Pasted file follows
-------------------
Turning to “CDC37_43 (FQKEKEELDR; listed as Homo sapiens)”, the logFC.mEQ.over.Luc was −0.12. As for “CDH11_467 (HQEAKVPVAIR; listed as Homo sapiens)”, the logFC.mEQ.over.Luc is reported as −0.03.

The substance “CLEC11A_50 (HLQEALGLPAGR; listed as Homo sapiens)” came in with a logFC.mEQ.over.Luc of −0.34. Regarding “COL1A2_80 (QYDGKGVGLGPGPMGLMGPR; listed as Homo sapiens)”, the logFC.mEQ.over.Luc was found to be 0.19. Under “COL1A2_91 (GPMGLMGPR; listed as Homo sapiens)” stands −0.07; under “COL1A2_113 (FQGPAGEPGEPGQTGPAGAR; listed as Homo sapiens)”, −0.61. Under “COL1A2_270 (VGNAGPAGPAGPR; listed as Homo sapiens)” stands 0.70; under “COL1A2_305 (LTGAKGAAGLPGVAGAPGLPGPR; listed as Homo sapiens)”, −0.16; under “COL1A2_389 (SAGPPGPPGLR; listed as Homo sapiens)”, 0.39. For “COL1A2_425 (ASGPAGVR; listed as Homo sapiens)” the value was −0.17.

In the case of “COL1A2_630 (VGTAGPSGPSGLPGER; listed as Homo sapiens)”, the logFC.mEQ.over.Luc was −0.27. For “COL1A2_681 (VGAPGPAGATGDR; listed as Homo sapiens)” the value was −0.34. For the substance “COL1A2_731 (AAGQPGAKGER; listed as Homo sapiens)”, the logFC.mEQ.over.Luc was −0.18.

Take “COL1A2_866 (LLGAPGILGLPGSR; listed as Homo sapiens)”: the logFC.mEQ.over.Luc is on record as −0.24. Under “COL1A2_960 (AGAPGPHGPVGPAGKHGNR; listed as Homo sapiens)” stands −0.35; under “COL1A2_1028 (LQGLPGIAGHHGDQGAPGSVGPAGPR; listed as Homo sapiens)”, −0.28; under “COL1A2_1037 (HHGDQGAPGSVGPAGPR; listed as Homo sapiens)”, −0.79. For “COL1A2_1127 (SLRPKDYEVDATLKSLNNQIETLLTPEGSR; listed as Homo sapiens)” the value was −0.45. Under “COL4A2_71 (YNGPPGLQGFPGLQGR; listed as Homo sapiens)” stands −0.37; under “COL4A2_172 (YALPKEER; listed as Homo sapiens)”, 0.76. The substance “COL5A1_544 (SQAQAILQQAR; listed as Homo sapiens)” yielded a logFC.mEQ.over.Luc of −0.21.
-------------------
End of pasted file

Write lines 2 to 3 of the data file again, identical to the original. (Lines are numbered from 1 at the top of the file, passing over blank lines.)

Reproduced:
The substance “CLEC11A_50 (HLQEALGLPAGR; listed as Homo sapiens)” came in with a logFC.mEQ.over.Luc of −0.34. Regarding “COL1A2_80 (QYDGKGVGLGPGPMGLMGPR; listed as Homo sapiens)”, the logFC.mEQ.over.Luc was found to be 0.19. Under “COL1A2_91 (GPMGLMGPR; listed as Homo sapiens)” stands −0.07; under “COL1A2_113 (FQGPAGEPGEPGQTGPAGAR; listed as Homo sapiens)”, −0.61. Under “COL1A2_270 (VGNAGPAGPAGPR; listed as Homo sapiens)” stands 0.70; under “COL1A2_305 (LTGAKGAAGLPGVAGAPGLPGPR; listed as Homo sapiens)”, −0.16; under “COL1A2_389 (SAGPPGPPGLR; listed as Homo sapiens)”, 0.39. For “COL1A2_425 (ASGPAGVR; listed as Homo sapiens)” the value was −0.17.

In the case of “COL1A2_630 (VGTAGPSGPSGLPGER; listed as Homo sapiens)”, the logFC.mEQ.over.Luc was −0.27. For “COL1A2_681 (VGAPGPAGATGDR; listed as Homo sapiens)” the value was −0.34. For the substance “COL1A2_731 (AAGQPGAKGER; listed as Homo sapiens)”, the logFC.mEQ.over.Luc was −0.18.